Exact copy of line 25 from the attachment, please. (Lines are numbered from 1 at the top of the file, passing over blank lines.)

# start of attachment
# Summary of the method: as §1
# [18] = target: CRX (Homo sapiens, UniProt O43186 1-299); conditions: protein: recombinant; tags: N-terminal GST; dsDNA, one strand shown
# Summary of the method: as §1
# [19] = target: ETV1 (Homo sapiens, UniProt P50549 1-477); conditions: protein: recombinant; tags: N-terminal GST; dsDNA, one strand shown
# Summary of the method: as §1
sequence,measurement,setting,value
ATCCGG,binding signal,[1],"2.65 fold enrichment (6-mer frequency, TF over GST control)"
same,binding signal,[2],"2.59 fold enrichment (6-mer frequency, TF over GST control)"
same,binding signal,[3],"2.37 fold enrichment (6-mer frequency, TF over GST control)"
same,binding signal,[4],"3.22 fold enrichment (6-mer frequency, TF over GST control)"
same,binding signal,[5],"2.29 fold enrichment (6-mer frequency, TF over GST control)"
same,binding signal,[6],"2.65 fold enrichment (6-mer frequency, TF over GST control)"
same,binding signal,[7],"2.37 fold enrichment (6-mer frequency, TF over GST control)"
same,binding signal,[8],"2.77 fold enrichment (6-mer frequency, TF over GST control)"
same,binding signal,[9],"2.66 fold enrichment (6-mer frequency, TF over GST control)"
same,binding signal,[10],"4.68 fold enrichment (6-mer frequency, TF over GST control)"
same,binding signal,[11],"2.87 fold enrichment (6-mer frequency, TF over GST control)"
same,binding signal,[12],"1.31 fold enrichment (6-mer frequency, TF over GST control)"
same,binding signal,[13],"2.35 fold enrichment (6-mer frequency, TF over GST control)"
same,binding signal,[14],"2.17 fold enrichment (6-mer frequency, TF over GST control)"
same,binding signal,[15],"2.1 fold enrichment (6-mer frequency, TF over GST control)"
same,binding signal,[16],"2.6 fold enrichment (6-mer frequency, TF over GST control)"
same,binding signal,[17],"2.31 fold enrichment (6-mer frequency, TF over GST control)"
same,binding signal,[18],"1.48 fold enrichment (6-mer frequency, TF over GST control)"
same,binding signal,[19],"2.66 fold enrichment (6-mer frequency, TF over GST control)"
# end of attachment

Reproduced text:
same,binding signal,[19],"2.66 fold enrichment (6-mer frequency, TF over GST control)"